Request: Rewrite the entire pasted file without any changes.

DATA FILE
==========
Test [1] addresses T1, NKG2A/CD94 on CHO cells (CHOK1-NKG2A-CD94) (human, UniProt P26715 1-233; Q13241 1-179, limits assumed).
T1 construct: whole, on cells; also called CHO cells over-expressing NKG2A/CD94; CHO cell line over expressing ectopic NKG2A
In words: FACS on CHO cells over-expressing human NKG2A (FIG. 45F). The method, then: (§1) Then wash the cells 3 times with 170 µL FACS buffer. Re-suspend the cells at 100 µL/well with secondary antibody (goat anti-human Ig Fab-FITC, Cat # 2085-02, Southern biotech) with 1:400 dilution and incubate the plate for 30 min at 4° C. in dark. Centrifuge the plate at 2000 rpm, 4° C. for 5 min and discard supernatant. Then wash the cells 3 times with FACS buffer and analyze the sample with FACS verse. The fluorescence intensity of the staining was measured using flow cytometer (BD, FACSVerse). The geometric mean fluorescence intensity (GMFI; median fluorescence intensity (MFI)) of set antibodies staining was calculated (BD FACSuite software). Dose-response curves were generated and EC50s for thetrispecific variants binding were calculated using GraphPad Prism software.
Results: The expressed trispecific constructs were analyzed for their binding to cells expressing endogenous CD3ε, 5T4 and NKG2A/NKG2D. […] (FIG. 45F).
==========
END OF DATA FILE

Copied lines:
Test [1] addresses T1, NKG2A/CD94 on CHO cells (CHOK1-NKG2A-CD94) (human, UniProt P26715 1-233; Q13241 1-179, limits assumed).
T1 construct: whole, on cells; also called CHO cells over-expressing NKG2A/CD94; CHO cell line over expressing ectopic NKG2A
In words: FACS on CHO cells over-expressing human NKG2A (FIG. 45F). The method, then: (§1) Then wash the cells 3 times with 170 µL FACS buffer. Re-suspend the cells at 100 µL/well with secondary antibody (goat anti-human Ig Fab-FITC, Cat # 2085-02, Southern biotech) with 1:400 dilution and incubate the plate for 30 min at 4° C. in dark. Centrifuge the plate at 2000 rpm, 4° C. for 5 min and discard supernatant. Then wash the cells 3 times with FACS buffer and analyze the sample with FACS verse. The fluorescence intensity of the staining was measured using flow cytometer (BD, FACSVerse). The geometric mean fluorescence intensity (GMFI; median fluorescence intensity (MFI)) of set antibodies staining was calculated (BD FACSuite software). Dose-response curves were generated and EC50s for thetrispecific variants binding were calculated using GraphPad Prism software.
Results: The expressed trispecific constructs were analyzed for their binding to cells expressing endogenous CD3ε, 5T4 and NKG2A/NKG2D. […] (FIG. 45F).